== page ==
A home-owner who claims he has become a “prisoner” because of difficulties selling his £900,000 property over the past four years has challenged a planning restriction.
A planning appeal, made by homeowner David Stone, is challenging an occupancy restriction on a Cumbria property valued at £899,950, which was originally added to the Rightmove website on 13 April 2011, that states it must be occupied by a “local person”.
The appeal, seen by Financial Adviser, claimed the restriction, which focused on people already living or working in the area, and falls under the remit of the Lake District National Park authority, did not comply with national policy or EU law.
According to the appeal, this meant the restriction was unlawful and did not serve a useful purpose.
The appeal also referred to the 51-page document Circular 11/95: Use of Conditions in Planning Permission, published by the department for communities and local government on 20 July 1995, warning that such restrictions could discourage house-builders from providing homes, deter building societies from providing mortgage finance and impose hardship on home-owners needing to sell.
The appeal added: “The applicant has struggled to sell the dwelling; he has become a prisoner so it is causing hardship.”
Under section 106 of the Town and Country Planning Act 1990, anyone interested in the area of a local planning authority may enter into an obligation which could, for example, restrict the development or use of the land in a specified way or require certain operations or activities to be carried out there.
Planning obligations are commonly used to secure the building of affordable housing, and can later apply to the owner of a property. However, Evan Owen, an IFA advocate who has challenged such restrictions in the past, warned they were having national consequences.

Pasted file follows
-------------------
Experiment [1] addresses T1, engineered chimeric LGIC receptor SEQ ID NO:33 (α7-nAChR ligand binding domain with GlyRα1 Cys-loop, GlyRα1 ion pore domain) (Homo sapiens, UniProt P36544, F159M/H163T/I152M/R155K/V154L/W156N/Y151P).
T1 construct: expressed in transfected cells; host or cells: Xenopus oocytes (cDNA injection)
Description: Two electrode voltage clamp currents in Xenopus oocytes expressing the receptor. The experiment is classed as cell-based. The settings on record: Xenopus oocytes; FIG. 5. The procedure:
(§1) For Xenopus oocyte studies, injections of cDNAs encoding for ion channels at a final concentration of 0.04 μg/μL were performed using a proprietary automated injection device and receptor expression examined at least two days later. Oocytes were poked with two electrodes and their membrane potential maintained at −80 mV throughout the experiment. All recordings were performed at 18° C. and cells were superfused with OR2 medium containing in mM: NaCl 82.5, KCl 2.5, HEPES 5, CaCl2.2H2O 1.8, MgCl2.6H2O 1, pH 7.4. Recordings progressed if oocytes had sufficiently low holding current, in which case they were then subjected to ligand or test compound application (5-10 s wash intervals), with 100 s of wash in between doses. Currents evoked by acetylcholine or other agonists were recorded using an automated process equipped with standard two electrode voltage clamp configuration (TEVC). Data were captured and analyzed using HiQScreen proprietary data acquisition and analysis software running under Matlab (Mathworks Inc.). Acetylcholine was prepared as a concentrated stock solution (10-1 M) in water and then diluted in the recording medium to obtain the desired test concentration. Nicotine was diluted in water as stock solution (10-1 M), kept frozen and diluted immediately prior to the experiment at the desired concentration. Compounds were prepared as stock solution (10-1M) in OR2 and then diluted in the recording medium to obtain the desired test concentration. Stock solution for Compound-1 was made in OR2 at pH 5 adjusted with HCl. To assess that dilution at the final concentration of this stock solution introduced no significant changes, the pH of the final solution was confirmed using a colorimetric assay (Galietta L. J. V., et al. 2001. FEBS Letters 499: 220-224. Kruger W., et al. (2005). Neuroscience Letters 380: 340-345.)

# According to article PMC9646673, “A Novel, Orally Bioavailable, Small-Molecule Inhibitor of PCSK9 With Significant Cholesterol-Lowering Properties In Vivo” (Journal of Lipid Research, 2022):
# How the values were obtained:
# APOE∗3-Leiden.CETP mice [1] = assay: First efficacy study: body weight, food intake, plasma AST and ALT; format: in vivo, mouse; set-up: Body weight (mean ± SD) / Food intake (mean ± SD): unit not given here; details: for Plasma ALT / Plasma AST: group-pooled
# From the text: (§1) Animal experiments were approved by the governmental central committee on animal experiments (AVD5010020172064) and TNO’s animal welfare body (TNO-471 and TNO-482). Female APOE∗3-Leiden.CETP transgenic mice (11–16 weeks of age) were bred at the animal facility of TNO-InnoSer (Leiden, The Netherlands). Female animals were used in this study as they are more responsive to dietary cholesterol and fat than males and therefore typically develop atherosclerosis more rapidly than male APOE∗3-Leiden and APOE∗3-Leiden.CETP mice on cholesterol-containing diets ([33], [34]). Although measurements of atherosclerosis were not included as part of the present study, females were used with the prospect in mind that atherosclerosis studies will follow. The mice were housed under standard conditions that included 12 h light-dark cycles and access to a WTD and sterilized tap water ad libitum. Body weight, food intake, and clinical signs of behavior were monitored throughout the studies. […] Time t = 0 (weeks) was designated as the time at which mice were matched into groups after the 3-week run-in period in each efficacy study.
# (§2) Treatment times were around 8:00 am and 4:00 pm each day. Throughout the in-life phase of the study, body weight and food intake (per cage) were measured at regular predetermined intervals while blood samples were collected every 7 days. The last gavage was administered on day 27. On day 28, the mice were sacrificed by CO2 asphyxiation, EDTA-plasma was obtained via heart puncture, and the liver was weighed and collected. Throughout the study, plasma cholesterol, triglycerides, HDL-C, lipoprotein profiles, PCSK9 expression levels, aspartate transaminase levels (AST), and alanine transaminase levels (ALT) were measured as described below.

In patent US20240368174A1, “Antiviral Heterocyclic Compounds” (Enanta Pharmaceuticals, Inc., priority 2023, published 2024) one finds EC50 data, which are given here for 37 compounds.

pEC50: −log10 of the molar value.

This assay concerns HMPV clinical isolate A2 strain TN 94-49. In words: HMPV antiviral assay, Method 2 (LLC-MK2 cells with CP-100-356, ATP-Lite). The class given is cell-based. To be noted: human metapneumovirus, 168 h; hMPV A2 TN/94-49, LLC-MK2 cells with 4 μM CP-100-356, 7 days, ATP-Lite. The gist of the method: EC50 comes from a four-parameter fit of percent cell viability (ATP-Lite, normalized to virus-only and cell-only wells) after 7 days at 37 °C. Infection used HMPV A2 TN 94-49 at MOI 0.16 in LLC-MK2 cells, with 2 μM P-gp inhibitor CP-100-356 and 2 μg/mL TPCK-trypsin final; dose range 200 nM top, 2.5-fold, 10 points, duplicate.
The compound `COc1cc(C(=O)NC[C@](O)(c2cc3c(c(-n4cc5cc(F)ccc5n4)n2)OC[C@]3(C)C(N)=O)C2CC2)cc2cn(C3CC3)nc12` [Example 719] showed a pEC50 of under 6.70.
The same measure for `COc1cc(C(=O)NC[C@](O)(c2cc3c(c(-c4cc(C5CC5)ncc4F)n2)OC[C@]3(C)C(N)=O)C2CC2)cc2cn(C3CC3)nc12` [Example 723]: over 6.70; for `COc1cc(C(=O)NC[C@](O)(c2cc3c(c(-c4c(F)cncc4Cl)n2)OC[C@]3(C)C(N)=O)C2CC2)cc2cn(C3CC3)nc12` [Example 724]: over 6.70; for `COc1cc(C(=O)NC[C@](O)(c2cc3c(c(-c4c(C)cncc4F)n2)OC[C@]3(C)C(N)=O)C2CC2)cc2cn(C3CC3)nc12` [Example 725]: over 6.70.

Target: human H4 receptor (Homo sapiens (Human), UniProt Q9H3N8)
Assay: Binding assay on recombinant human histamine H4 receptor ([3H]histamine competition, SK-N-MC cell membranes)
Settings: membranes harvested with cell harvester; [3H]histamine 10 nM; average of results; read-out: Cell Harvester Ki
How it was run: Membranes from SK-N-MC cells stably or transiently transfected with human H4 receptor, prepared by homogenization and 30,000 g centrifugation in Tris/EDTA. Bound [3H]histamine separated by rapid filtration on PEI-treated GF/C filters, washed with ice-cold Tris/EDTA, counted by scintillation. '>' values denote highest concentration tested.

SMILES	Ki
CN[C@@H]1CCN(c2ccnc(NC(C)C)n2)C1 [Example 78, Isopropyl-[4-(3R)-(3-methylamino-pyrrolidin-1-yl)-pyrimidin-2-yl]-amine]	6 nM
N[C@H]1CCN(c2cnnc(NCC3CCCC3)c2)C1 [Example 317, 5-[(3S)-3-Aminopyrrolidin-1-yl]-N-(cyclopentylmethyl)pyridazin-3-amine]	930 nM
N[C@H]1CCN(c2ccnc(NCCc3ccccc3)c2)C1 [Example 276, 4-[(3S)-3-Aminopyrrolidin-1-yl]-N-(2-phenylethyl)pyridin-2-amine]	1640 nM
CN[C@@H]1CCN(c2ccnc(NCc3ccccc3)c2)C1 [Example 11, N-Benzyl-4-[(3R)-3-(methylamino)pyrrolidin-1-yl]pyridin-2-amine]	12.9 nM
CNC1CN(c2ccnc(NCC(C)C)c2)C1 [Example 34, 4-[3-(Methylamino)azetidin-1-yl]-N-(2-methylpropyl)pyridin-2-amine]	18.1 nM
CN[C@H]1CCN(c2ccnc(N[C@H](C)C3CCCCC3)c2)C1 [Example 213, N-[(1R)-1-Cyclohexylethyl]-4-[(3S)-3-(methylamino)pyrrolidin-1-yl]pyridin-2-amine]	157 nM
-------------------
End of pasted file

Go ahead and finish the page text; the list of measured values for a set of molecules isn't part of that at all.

He said: “The UK economy has been dragged down by all this planning rigmarole. We are imprisoning people in their houses.”
In Devon, Trevor Branton, financial planning consultant for Clearwater Financial Planning, said he has struggled to arrange a mortgage because of a section 106 notice. He claimed that lenders had no interest in lending on affected properties because of the difficulty selling them.
Leanne Borthwick, a mortgage adviser for Devon-based Dartmoor Financial, also criticised the effect of restrictions, calling for them to be loosened.
Meanwhile Ian Pasea, director for London-based Mortgages Expert, claimed that if people were to become “prisoners” in their properties – including those who have been unable to remortgage under the much stricter MMR criteria – this could prompt a complaints backlash.
He said: “If there is no plan to assist these borrowers we will have a situation like PPI, where many people may claim that they were mis-sold a mortgage.”
Right to reply
A Lake District National Park spokesman said similar challenges had been made in the past, all unsuccessfully.